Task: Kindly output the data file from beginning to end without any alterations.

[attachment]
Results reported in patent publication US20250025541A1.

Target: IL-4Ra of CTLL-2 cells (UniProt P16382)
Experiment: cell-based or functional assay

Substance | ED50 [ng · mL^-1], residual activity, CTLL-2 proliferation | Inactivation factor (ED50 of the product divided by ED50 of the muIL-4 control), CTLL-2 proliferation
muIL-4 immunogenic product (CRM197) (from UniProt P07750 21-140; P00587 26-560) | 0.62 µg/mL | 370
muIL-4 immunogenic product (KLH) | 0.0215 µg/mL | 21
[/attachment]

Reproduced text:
Results reported in patent publication US20250025541A1.

Target: IL-4Ra of CTLL-2 cells (UniProt P16382)
Experiment: cell-based or functional assay

Substance | ED50 [ng · mL^-1], residual activity, CTLL-2 proliferation | Inactivation factor (ED50 of the product divided by ED50 of the muIL-4 control), CTLL-2 proliferation
muIL-4 immunogenic product (CRM197) (from UniProt P07750 21-140; P00587 26-560) | 0.62 µg/mL | 370
muIL-4 immunogenic product (KLH) | 0.0215 µg/mL | 21